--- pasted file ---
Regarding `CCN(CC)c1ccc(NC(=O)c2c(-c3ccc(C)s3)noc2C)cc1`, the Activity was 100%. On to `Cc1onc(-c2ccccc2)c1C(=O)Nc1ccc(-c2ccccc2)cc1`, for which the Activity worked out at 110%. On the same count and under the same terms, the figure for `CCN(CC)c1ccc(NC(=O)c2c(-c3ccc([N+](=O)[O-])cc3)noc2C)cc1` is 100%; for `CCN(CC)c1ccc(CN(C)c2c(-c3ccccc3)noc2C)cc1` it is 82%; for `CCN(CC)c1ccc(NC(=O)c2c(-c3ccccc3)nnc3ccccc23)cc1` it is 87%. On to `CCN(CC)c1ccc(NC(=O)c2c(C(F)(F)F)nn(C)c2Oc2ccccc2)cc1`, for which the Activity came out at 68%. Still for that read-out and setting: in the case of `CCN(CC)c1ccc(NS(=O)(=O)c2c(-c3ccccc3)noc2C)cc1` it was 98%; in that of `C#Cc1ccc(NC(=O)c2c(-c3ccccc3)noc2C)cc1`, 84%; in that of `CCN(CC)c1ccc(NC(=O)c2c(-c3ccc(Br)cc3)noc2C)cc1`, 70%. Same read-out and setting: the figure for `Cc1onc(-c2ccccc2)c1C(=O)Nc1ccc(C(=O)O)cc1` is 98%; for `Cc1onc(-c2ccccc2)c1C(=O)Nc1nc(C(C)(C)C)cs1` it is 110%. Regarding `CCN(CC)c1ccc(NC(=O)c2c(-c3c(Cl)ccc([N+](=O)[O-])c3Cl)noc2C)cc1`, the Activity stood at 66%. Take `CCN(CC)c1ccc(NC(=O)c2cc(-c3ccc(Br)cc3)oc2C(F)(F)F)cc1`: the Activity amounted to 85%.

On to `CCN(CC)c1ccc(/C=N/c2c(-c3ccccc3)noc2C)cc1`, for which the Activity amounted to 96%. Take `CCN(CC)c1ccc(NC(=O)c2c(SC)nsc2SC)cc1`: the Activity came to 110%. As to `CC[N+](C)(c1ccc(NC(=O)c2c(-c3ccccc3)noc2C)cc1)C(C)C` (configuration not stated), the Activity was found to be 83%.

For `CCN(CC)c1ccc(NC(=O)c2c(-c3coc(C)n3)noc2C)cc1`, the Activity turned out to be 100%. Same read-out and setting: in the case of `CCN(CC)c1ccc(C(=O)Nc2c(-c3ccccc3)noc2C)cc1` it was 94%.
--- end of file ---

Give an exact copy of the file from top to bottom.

Regarding `CCN(CC)c1ccc(NC(=O)c2c(-c3ccc(C)s3)noc2C)cc1`, the Activity was 100%. On to `Cc1onc(-c2ccccc2)c1C(=O)Nc1ccc(-c2ccccc2)cc1`, for which the Activity worked out at 110%. On the same count and under the same terms, the figure for `CCN(CC)c1ccc(NC(=O)c2c(-c3ccc([N+](=O)[O-])cc3)noc2C)cc1` is 100%; for `CCN(CC)c1ccc(CN(C)c2c(-c3ccccc3)noc2C)cc1` it is 82%; for `CCN(CC)c1ccc(NC(=O)c2c(-c3ccccc3)nnc3ccccc23)cc1` it is 87%. On to `CCN(CC)c1ccc(NC(=O)c2c(C(F)(F)F)nn(C)c2Oc2ccccc2)cc1`, for which the Activity came out at 68%. Still for that read-out and setting: in the case of `CCN(CC)c1ccc(NS(=O)(=O)c2c(-c3ccccc3)noc2C)cc1` it was 98%; in that of `C#Cc1ccc(NC(=O)c2c(-c3ccccc3)noc2C)cc1`, 84%; in that of `CCN(CC)c1ccc(NC(=O)c2c(-c3ccc(Br)cc3)noc2C)cc1`, 70%. Same read-out and setting: the figure for `Cc1onc(-c2ccccc2)c1C(=O)Nc1ccc(C(=O)O)cc1` is 98%; for `Cc1onc(-c2ccccc2)c1C(=O)Nc1nc(C(C)(C)C)cs1` it is 110%. Regarding `CCN(CC)c1ccc(NC(=O)c2c(-c3c(Cl)ccc([N+](=O)[O-])c3Cl)noc2C)cc1`, the Activity stood at 66%. Take `CCN(CC)c1ccc(NC(=O)c2cc(-c3ccc(Br)cc3)oc2C(F)(F)F)cc1`: the Activity amounted to 85%.

On to `CCN(CC)c1ccc(/C=N/c2c(-c3ccccc3)noc2C)cc1`, for which the Activity amounted to 96%. Take `CCN(CC)c1ccc(NC(=O)c2c(SC)nsc2SC)cc1`: the Activity came to 110%. As to `CC[N+](C)(c1ccc(NC(=O)c2c(-c3ccccc3)noc2C)cc1)C(C)C` (configuration not stated), the Activity was found to be 83%.

For `CCN(CC)c1ccc(NC(=O)c2c(-c3coc(C)n3)noc2C)cc1`, the Activity turned out to be 100%. Same read-out and setting: in the case of `CCN(CC)c1ccc(C(=O)Nc2c(-c3ccccc3)noc2C)cc1` it was 94%.